Seonag MacKinnon on a workshop which proved rubbish is not a waste of space
An imaginary child leaps on a rope between paper jungle plants and foam block islands across a swamp of coloured balls to climb a string spider's web, dodging the yellow spider hovering above. This jungle scene is just one component of a playscheme model put together at a pilot design workshop for Glasgow senior secondary pupils, which the Design Council and Glasgow 1999 UK City of Architecture and Design set up to encourage design in the classroom and more use of waste materials.
The 30 participants divided into groups to design a play area for children between four and eight years old, under the direction of students from Glasgow College of Art, educationist Dagfinn Aksnes and Magnus Finlayson, a professional designer from Glasgow-based Shorthouse Design, which designs for industry and supplies lighting and furniture to outlets such as Heals and the Conran Shop.
The day-long session produced a jungle, a spaceship and an Aztec geometric building - plus food for thought for the Design Council, which is using the pilot workshop to plan some hard-headed practical support for design and technology teachers.
Eileen Barlex, senior education and training manager, says she would ideally like to provide a waste directory highlighting companies willing to offer surplus materials. It would indicate the seasonal availability of some items, and how to cut up, transport and store them, for example in labelled stacking tomato boxes.
Feedback from the workshop, which took place in a similar form in London and Halifax, could lead the Design Council to reach teachers in alternative ways, such as a poster or through a Filofax insert, video or TV programme. Ms Barlex promises that it will not be a book which few teachers can afford to buy and read.
As well as helping teachers trying to meet the needs of the curriculum with scant resources, Ms Barlex hopes the information will help rehabilitate "rubbish". "I want people to think of it as mindfill not landfill," she says.
Mr Aksnes usually finds companies are willing to supply surplus materials once they learn it is for a school. The possible sources are endless: printers for card and paper; architects, interior designers and shops for flooring, fabric and wallpaper samples; carpet showrooms for giant cardboard rolls; shoe shops for shoe boxes; ski-hire centres for redundant skis. Councils sometimes have scrap stores to supply playgroups but these could become accessible to schools too.
Whisky cases, foam blocks and silver card cosmetic packaging were just some of the items secured for the day's workshop at Glasgow's Gallery of Modern Art. Mr Asknes, who lectures at Glasgow College of Art, leads in-service teacher training and goes into primary schools under business and education partnerships. He advises teachers to try for outside input from designers or students.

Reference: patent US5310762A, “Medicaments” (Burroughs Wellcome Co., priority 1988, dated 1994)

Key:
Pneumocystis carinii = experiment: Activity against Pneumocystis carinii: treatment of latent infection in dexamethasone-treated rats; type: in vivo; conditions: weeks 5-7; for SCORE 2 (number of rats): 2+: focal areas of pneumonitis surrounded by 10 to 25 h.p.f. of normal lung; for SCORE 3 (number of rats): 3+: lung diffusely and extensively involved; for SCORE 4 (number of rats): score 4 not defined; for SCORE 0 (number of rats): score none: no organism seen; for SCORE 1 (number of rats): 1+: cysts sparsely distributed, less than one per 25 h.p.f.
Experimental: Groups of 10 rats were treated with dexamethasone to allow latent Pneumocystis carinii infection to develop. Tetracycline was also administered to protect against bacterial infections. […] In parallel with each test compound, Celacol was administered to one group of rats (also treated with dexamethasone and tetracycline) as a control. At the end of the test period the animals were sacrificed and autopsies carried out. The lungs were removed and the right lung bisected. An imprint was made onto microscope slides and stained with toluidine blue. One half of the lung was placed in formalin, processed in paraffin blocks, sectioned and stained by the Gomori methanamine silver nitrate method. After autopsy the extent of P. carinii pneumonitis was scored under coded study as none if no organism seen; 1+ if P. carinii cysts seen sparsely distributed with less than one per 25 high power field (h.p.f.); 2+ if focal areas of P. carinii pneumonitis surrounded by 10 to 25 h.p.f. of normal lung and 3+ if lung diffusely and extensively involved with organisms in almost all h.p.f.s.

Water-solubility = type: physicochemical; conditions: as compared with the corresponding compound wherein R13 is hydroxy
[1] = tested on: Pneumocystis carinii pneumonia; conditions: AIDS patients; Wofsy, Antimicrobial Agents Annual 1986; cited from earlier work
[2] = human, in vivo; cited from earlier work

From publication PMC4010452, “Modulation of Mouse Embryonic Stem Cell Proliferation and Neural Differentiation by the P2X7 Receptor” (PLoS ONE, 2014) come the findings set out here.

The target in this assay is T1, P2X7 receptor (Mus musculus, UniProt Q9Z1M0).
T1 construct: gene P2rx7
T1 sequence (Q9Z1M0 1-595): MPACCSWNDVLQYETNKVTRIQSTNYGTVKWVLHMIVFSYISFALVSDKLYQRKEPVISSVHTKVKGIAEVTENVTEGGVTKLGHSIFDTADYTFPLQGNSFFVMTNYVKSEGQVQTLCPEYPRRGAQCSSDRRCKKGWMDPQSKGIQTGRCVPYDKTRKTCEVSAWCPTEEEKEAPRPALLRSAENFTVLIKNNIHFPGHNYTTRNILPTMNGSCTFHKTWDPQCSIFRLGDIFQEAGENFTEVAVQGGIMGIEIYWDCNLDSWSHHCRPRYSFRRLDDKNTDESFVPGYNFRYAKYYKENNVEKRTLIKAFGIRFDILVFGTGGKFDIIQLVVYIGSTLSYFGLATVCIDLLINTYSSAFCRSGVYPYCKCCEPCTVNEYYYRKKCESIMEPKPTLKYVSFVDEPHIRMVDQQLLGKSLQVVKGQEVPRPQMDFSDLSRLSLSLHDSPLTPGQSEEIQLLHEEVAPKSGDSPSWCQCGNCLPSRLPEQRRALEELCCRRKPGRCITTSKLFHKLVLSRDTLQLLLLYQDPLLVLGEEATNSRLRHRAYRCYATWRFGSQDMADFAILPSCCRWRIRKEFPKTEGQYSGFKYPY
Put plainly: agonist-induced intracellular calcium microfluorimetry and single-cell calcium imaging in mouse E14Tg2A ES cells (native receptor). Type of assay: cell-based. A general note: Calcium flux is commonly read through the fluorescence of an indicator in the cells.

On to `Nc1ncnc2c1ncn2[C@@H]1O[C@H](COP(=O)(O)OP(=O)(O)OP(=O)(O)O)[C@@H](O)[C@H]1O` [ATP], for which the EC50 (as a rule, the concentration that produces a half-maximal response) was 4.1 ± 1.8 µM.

For work in primaries he suggests a teacher plus one other person for every 16 children in a day-long session. He recommends that children work in teams just like designers in industry to avoid feelings of isolation and apprehension and to broaden the creative base. Subsequently subdividing the work is aimed at sharing the workload and achieving a richer mixture of expression. Mr Asknes also urges teachers not to shy away from 3-D work, or think it impractical. "Children need to do more than just draw to get a feel for design," he says.
He suggests that "inhibited" teachers should overcome their safety fears - for example by using a lower temperature hot glue gun (available from Commotion of Tonbridge, Kent) with younger children. They should also try to tolerate the degree of chaos which is a natural part of the creative process. "Don't worry about the mess. You can clear up later," he advises."Don't control too tightly because that kills the imagination."
Glasgow interior design student Tom McQuillan agrees that children have unplumbed depths. "They say they can draw and colour in, but making something in 3-D is beyond them. It's not true. When encouraged, young people make these wonderful leaps of imagination," he says.
Mr Asknes, who is originally from Norway, believes that more children would gravitate towards a career in design or engineering if they had more chance to take part in 3-D design in primary schools. He believes girls in particular, who do not in general play with structural toys such as Meccano in the home, need to be exposed early to the wonder of creating something that people use and like. It suggests a beautiful "must-have" accessory or a piece of hospital machinery which could be rendered less antiquated and intimidating to nervous patients.
He helped convey some of the wonder of creativity when he asked a Skye primary school to design a toy lifeboat with ridged plastic and pipe insulation, as a possible model for a product to sell in the RNLI's fundraising shop. They made appropriate packaging too with card and transparent plastic.
Monitoring the workshop, Mr Asknes stresses that schools do not need bandsaws and heavy machinery to achieve good results. Scissors, sticky tape and glue guns are very effective. As he speaks, the senior children are constructing the nose of a rocket using card, sticky-backed plastic and plastic sheeting. Another sub-team is cutting out silver card moons and stars for decoration and for entrance doors. Yet another group is constructing the base of the rocket.
The Aztec geometry is taking shape. A string threads through the centre of stacked foam block triangles. A chute rather like those seen on a building site is jointed with string. Not a bandsaw in sight, just unfettered imagination and "rubbish".
For further information contact Simone Hong at the Design Council, tel: 0171 208 2121